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How can I hear my bass over the keyboard?

Discussion in 'Miscellaneous [BG]' started by Swingin, Mar 12, 2019.

  1. bholder

    bholder Affable Sociopath Supporting Member

    Sep 2, 2001
    central NY state
    Received a gift from Sire* (see sig)
    Seriously, work it out with the keyboard player. Playing with a keys player that knows how to do it properly with a bassist in the mix is actually quite a lot of fun. And if you interleave right, you have someone to keep the groove going if you want to go up high and let it sing for a bit...
    lermgalieu likes this.
  2. Dr_Benway


    Aug 22, 2018
    Tell him to back off. I played keys long before I picked up the bass. I also did hundreds of recording sessions on keys in great studios (Suma, Sound Emporium, etc.). When I started I would play in the mid-range with a lot of low octaves with the left hand. Every engineer I encountered, would politely suggest that I back off the left hand and concentrate on comping the chords or playing counterpoint lines far above the bass guitars range.

    Later on, I scored I hired gun gig with the southern rock outfit, Marshall Tucker Band. I recorded three albums with them and only used my left hand to play bass once. To double a bass line for the intro of a song. That's a pretty normal way to do things on the pro level. Keyboards can do so many things to make the sound bigger. But playing too much in the bass range is just going to muck things up.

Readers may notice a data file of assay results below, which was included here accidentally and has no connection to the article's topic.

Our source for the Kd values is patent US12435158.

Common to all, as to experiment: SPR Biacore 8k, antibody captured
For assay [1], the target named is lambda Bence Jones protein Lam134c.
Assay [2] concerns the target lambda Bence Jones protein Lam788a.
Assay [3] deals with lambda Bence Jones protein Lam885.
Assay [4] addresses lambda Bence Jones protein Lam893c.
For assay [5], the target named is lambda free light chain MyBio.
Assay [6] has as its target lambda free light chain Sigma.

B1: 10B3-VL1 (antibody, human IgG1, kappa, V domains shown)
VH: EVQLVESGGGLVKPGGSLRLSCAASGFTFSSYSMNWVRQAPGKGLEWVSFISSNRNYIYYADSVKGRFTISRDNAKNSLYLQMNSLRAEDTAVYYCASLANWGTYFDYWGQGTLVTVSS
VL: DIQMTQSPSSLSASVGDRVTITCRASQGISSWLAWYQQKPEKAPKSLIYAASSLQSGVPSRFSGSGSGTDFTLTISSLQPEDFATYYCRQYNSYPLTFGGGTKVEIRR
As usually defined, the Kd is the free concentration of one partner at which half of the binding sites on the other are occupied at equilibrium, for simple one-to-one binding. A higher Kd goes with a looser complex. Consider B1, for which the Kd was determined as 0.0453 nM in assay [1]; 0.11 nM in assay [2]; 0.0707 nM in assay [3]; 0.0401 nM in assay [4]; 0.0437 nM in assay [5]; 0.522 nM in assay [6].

If he keeps this nonsense up, you might want to just ask the BL if they want a bassist or not.

    The last thing you should do is start a volume war with the keyboardist. At the least you should make sure the rest of the band is aware of your problem.
  3. interp

    interp Supporting Member

    Apr 14, 2005
    Garmisch, Germany
    Had this issue just once many years ago with a keyboard player. He had not really played much in an ensemble setting and his very busy left hand was just all over my area. Had a nice friendly talk with him about it and the problem just went away instantly.
    JC Nelson likes this.
  4. BOOG

    BOOG Supporting Member

    Dec 13, 2016
    Cleveland, Ohio
    brighter strings?
    bump mids and add grit?
    suspend cab with block & tackle above keyboard?
    Omega Monkey likes this.